Biosurfactant production by organisms from an ecology study of a JP-4 jet contaminated site
Bruce, Cristin Lee
Ward, C. H.
Master of Science
The ability of subsurface microbial populations to degrade organic contaminants is affected by nutrient availability. A study was performed to measure the change in microbial ecology of a weathered JP-4 jet fuel contaminated site (Eglin Air Force Base, Florida) over the course of a nitrate-based treatment in terms of heterotrophs, JP-4 degraders, oligotrophs, biosurfactant producers, bioemulsifier producers, and predators. Microbial numbers increased and species diversity decreased in the nitrate-amended site significantly more than in background areas. The surfactant producing potential of native microbial communities decreased significantly with nitrate addition. Bioemulsification capacity of these communities was slightly lowered with addition of nitrate. Aerobic predators decreased over the course of the experiment, while microaerophilic predators increased significantly. Due to fluctuations in measured JP-4, no conclusions could be drawn about the success of nitrate addition as a remedial enhancement technique at this site.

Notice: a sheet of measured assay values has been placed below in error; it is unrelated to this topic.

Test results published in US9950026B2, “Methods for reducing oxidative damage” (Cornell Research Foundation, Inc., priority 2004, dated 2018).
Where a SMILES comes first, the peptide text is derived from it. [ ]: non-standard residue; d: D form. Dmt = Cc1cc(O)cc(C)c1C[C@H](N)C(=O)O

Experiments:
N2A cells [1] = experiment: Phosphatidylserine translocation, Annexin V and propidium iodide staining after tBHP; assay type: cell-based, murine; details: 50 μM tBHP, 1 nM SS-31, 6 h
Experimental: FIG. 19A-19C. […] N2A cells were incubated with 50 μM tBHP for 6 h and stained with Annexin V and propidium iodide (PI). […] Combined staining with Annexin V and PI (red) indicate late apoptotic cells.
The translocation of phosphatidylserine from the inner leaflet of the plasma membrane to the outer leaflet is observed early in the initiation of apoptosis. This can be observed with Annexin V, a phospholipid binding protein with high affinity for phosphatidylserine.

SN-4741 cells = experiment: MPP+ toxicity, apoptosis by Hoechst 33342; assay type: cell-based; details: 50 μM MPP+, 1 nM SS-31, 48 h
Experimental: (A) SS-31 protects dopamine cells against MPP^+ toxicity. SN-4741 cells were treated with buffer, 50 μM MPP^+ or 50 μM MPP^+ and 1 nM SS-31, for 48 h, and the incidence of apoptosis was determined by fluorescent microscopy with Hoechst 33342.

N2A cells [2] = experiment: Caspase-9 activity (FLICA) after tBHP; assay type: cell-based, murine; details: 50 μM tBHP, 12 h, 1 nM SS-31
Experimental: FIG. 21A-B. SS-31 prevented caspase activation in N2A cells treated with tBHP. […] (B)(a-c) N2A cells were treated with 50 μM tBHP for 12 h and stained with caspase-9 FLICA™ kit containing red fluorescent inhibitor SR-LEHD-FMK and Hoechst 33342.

Environmental science; Ecology; Biology